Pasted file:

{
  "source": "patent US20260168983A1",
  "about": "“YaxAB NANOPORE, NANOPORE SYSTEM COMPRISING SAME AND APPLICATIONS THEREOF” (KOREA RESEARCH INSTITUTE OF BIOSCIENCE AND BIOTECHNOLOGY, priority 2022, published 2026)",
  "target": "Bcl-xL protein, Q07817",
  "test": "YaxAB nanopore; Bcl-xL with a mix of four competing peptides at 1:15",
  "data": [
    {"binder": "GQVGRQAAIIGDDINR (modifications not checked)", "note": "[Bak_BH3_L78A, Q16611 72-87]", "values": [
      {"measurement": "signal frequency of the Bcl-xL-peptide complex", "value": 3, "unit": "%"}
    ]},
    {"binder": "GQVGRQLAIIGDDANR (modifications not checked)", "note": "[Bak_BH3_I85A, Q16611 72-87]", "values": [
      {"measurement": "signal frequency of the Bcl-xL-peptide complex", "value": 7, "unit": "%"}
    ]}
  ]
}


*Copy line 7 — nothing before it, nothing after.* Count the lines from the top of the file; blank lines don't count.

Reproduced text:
    {"binder": "GQVGRQAAIIGDDINR (modifications not checked)", "note": "[Bak_BH3_L78A, Q16611 72-87]", "values": [